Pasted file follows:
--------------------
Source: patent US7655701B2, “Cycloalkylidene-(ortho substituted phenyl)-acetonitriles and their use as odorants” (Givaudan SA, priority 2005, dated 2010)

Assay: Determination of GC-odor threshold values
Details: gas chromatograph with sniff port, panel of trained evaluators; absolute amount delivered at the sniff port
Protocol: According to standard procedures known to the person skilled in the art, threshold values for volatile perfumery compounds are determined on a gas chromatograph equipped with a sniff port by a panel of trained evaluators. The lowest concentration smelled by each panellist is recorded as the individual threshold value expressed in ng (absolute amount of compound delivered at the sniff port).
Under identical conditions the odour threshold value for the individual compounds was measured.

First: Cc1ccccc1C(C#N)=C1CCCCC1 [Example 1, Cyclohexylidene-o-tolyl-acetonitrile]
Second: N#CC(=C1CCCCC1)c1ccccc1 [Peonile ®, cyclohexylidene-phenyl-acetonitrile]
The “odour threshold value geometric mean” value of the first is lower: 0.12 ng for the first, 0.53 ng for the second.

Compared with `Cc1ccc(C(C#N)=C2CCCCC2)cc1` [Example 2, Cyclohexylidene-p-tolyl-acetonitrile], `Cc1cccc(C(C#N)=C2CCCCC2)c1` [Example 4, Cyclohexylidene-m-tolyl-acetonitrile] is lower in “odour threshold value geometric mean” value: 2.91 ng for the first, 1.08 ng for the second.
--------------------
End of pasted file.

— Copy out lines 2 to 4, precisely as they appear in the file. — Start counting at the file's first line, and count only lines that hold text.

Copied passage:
Assay: Determination of GC-odor threshold values
Details: gas chromatograph with sniff port, panel of trained evaluators; absolute amount delivered at the sniff port
Protocol: According to standard procedures known to the person skilled in the art, threshold values for volatile perfumery compounds are determined on a gas chromatograph equipped with a sniff port by a panel of trained evaluators. The lowest concentration smelled by each panellist is recorded as the individual threshold value expressed in ng (absolute amount of compound delivered at the sniff port).